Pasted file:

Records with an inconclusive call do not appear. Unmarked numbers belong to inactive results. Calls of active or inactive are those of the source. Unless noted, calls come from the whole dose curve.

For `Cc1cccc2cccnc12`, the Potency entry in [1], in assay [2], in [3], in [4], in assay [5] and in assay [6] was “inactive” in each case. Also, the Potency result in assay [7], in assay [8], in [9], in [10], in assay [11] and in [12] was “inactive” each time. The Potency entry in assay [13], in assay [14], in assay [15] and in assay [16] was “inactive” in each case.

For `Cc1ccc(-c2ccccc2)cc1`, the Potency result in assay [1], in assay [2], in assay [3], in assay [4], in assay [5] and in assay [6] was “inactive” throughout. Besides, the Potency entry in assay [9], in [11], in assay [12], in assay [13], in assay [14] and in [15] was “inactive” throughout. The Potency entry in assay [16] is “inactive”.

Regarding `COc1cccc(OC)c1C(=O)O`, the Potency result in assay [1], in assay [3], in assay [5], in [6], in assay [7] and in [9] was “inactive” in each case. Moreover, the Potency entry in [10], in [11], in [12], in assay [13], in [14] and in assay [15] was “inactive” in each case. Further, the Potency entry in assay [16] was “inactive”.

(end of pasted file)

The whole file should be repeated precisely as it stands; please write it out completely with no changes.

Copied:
Records with an inconclusive call do not appear. Unmarked numbers belong to inactive results. Calls of active or inactive are those of the source. Unless noted, calls come from the whole dose curve.

For `Cc1cccc2cccnc12`, the Potency entry in [1], in assay [2], in [3], in [4], in assay [5] and in assay [6] was “inactive” in each case. Also, the Potency result in assay [7], in assay [8], in [9], in [10], in assay [11] and in [12] was “inactive” each time. The Potency entry in assay [13], in assay [14], in assay [15] and in assay [16] was “inactive” in each case.

For `Cc1ccc(-c2ccccc2)cc1`, the Potency result in assay [1], in assay [2], in assay [3], in assay [4], in assay [5] and in assay [6] was “inactive” throughout. Besides, the Potency entry in assay [9], in [11], in assay [12], in assay [13], in assay [14] and in [15] was “inactive” throughout. The Potency entry in assay [16] is “inactive”.

Regarding `COc1cccc(OC)c1C(=O)O`, the Potency result in assay [1], in assay [3], in assay [5], in [6], in assay [7] and in [9] was “inactive” in each case. Moreover, the Potency entry in [10], in [11], in [12], in assay [13], in [14] and in assay [15] was “inactive” in each case. Further, the Potency entry in assay [16] was “inactive”.